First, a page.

Core Partners

Our Core Partners make up the Technical Advisory Board (TAB). Each partner has a wealth of transportation planning knowledge and experience. Each Core Partner owns, operates, or funds transportation in the region, and have existing plans, strategies, and studies that are important to, dependant on, or that will inform the Regional Transportation Plan

Progress on existing initiatives and advancing new projects is key to building momentum and addressing current transportation issues.

An aerial of Bedford Highway near the Windsor Street exchange. Cars and trucks travel inbound and outbound. The container pier and railway, along with the Bedford Basin, are seen in the background.
A blue transport truck travels on Highway 102 in fall.

Nova Scotia Department of Public Works   

The Nova Scotia Department of Public Works (NSDPW) is responsible for provincial transportation infrastructure, including provincial highways, roads, and bridges. NSDPW owns and operates the 100-series highway system which is made up of several major freeways in the region (Highway 101, 102, 103, 107, 111, 118), along with several other secondary highways within the municipality.   

Two people cycle on the multi-use pathway next to Lake Banook in fall. A person runs next to them on the boardwalk.

Halifax Regional Municipality   

The Halifax Regional Municipality (HRM) is the largest municipality in Nova Scotia and encompasses the primary area of focus from a transportation infrastructure perspective. HRM is responsible for regional and community land use planning, municipal transportation infrastructure, and operates the municipality’s transit service.  

The MacDonald Bridge at dusk facing towards north end Dartmouth as seen from Halifax.

Halifax Harbour Bridges  

Halifax Harbour Bridges (HHB) is a provincial Crown corporation that is responsible for the construction, operations, and maintenance of the two suspension bridges that cross Halifax Harbour – the Angus L. Macdonald Bridge and the A. Murray MacKay Bridge, including several ancillary structures and roadways along the bridge corridors. The MacKay Bridge is the only option that commercial trucks can use to cross the harbour and is expected to require full rehabilitation or replacement within the next 20 years. HHB also maintains authority over any future bridge or tunnel structures crossing the harbour limits, including the Northwest Arm, although no such bridge or tunnel currently exists.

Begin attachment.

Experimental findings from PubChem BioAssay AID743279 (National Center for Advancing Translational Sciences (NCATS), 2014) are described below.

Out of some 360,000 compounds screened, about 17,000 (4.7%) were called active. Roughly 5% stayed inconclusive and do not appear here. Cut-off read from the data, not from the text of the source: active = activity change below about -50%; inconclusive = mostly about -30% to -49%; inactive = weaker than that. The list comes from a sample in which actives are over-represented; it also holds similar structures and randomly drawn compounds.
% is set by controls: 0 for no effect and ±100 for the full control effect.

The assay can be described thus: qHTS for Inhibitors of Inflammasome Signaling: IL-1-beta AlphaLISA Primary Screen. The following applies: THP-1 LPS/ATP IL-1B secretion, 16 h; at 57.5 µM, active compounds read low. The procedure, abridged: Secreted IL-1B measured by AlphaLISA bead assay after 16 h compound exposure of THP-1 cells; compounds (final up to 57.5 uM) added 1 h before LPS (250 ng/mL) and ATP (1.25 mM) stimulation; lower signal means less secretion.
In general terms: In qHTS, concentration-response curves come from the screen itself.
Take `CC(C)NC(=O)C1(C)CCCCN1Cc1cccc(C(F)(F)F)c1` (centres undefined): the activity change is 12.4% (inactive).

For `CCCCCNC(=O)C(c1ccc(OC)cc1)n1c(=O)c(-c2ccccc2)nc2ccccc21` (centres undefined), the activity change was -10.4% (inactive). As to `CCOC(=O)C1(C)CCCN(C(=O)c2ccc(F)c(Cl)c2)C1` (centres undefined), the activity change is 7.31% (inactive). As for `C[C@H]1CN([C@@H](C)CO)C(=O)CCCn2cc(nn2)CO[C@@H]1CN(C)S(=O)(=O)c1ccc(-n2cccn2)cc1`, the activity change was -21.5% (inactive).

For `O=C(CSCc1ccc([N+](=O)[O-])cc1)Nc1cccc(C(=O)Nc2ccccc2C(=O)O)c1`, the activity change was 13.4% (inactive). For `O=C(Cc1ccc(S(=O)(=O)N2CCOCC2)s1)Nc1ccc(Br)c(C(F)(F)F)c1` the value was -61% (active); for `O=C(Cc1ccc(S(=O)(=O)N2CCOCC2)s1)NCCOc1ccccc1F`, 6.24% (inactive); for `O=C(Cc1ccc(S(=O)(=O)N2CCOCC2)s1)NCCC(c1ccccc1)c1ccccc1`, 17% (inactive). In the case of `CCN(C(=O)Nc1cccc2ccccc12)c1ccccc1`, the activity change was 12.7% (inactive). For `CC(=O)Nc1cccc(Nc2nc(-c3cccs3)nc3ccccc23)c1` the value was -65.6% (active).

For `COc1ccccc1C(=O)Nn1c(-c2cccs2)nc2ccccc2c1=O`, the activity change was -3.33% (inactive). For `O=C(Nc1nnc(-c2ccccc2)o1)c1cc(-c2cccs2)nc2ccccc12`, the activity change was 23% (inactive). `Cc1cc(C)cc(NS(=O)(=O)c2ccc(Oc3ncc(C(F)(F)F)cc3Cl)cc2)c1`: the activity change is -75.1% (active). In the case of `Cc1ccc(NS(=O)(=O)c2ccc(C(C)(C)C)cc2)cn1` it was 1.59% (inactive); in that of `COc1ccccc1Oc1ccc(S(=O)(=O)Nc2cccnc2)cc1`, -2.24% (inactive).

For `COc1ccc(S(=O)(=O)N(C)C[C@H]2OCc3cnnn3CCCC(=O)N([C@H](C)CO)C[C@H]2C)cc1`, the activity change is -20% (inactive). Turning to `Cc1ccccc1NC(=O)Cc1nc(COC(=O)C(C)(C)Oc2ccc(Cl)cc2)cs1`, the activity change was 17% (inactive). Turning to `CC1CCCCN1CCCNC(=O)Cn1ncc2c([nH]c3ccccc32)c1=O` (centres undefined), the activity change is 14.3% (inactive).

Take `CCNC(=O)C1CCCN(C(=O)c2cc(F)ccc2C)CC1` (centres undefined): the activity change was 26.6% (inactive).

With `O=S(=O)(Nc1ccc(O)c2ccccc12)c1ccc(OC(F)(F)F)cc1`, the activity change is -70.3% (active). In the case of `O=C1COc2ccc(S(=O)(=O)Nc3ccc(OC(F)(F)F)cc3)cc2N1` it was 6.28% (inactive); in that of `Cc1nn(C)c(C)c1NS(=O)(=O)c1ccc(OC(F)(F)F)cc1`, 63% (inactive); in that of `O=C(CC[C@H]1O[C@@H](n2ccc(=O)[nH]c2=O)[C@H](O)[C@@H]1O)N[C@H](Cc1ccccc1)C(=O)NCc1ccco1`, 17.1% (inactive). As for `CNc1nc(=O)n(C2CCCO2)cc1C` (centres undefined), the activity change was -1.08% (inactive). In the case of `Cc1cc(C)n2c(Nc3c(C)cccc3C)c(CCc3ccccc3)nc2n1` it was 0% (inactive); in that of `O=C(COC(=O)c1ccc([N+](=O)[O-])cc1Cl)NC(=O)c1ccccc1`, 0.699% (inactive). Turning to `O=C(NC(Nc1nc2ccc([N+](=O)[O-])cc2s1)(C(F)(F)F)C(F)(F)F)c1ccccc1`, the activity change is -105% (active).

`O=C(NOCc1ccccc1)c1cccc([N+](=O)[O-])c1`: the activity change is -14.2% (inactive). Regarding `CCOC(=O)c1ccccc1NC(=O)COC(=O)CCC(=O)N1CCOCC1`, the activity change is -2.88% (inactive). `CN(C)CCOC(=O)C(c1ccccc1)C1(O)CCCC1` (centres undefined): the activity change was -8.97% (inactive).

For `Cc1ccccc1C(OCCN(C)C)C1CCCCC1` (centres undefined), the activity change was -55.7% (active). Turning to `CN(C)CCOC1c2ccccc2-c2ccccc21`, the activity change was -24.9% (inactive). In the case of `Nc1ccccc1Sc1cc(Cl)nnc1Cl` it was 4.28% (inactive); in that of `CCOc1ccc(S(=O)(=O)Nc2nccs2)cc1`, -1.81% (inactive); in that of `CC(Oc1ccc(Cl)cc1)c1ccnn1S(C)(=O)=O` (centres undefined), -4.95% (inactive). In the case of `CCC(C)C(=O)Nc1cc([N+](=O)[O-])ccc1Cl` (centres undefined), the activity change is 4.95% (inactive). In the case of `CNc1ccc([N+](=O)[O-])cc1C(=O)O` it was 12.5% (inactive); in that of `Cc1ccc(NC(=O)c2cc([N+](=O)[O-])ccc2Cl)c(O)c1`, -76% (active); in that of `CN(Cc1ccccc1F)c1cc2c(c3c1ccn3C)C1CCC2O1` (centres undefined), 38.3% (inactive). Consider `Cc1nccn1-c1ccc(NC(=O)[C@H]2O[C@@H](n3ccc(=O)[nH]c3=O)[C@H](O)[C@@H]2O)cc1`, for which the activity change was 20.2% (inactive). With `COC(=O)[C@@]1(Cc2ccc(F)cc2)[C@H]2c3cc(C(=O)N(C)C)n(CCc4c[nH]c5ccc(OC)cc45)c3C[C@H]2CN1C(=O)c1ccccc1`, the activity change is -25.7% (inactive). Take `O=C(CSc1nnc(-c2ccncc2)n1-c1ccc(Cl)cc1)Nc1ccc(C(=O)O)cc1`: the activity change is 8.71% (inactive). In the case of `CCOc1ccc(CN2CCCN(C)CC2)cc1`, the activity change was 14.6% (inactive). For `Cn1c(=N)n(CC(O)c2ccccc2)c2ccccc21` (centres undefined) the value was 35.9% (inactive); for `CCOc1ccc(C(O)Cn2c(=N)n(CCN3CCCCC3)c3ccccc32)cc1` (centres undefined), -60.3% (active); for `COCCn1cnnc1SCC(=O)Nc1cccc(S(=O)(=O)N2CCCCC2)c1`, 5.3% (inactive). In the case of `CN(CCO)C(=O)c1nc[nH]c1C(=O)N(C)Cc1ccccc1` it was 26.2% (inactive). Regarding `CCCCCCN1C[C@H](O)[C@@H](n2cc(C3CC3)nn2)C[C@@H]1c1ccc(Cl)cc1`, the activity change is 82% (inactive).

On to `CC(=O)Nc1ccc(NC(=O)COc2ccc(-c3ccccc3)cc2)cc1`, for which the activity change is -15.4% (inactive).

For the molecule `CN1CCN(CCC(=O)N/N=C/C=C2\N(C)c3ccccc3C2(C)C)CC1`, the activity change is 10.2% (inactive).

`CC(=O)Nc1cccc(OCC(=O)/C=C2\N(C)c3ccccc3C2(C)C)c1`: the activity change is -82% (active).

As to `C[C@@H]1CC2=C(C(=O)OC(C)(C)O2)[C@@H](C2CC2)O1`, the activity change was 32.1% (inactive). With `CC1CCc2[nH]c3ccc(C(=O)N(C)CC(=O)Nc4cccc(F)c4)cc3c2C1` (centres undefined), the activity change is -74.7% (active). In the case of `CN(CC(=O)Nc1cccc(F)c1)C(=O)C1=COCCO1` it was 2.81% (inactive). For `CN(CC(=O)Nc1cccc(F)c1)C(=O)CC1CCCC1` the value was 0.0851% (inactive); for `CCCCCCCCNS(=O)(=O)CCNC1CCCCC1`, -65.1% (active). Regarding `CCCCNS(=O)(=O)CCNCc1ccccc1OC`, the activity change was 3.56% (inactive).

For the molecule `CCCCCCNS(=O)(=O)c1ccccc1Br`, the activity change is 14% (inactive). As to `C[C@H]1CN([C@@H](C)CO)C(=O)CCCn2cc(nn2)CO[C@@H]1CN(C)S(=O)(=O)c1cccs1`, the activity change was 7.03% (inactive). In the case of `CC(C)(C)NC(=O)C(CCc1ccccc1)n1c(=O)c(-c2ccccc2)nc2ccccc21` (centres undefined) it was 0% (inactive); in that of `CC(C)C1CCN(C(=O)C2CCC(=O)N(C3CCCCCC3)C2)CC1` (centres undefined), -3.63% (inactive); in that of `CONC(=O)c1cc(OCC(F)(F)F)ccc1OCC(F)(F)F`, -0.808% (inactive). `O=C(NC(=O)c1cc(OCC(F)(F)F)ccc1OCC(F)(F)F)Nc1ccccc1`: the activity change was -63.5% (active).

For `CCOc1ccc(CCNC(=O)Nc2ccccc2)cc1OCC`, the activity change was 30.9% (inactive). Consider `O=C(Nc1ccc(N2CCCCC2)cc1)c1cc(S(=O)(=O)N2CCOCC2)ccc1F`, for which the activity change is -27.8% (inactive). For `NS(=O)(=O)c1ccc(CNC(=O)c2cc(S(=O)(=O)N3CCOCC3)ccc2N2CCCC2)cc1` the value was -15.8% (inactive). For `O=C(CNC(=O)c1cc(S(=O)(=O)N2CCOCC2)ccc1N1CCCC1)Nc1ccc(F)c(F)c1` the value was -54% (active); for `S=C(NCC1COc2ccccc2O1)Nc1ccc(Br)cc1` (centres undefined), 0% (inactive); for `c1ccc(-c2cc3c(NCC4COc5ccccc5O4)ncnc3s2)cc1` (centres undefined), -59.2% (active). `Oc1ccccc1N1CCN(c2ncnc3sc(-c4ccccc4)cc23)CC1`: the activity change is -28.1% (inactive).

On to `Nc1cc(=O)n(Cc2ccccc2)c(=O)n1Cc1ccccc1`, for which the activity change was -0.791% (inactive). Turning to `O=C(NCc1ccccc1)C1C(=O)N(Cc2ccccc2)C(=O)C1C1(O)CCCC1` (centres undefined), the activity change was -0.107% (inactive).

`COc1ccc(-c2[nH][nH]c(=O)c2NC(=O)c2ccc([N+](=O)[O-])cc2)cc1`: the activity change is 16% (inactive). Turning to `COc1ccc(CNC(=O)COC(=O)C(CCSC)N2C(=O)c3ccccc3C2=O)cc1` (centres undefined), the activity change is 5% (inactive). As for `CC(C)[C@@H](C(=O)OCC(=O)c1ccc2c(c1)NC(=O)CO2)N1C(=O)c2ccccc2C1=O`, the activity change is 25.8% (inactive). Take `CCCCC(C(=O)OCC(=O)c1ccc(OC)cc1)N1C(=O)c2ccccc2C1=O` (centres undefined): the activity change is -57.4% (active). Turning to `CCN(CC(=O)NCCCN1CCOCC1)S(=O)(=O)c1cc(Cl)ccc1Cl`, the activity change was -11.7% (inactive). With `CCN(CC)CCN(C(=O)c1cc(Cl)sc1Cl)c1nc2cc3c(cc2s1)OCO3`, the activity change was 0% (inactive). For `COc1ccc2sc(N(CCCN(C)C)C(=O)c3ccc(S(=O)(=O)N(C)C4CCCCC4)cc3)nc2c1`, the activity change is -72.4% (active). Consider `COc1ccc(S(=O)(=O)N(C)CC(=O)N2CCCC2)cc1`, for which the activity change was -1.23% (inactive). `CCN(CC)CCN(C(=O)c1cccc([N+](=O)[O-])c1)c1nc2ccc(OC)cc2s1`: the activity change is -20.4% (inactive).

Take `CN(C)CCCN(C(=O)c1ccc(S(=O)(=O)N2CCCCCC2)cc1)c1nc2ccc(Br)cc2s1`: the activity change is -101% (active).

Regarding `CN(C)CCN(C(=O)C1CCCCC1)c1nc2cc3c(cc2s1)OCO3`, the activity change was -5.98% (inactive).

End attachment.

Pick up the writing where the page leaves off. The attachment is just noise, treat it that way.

An aerial of ONE Helsinki, stacked three to four tall with brightly coloured shipping containers. Three large cranes are visible in the background.

Halifax Port Authority   

The Halifax Port Authority (HPA) is a federally regulated Crown incorporated, autonomous, non-share corporation that operates at arm’s length from the federal government. HPA is responsible for managing various port facilities in the Halifax Harbour. The Port of Halifax is the 4th busiest port in Canada and strategically located as North America’s first inbound and last outbound gateway and is situated in a naturally deep, ice-free harbour with direct access to the Canadian National Railway (CN).   

Airport LED lighting 2022 Alt Text: An aerial of Halifax Stanfield International Airport during a vibrant sunset.

Halifax International Airport Authority   

The Halifax International Airport Authority (HIAA) is a non-share capital corporation established to operate, maintain, and develop Halifax Stanfield International Airport under a ground lease with the Government of Canada through Transport Canada. Halifax Stanfield is Atlantic Canada’s principal full-service airport, handling 52% of all Atlantic Canada air passengers and more than 46% of air cargo exports, thus providing passengers and cargo clients with direct access to markets across Canada, the United States, the Caribbean, Mexico, Europe, and Asia.   

An intersection in New Ross. A motorcyclist travels toward the camera, a car travels away from the camera, and a truck carrying Christmas trees waits at a stop sign.

Atlantic Canada Opportunities Agency   

The Atlantic Canada Opportunities Agency (ACOA) is a federal department that works with businesses, organizations, and communities to fuel economic development in Atlantic Canada. ACOA represents the region’s interest at the national level and works with other departments to ensure coordination of policies and programs. 

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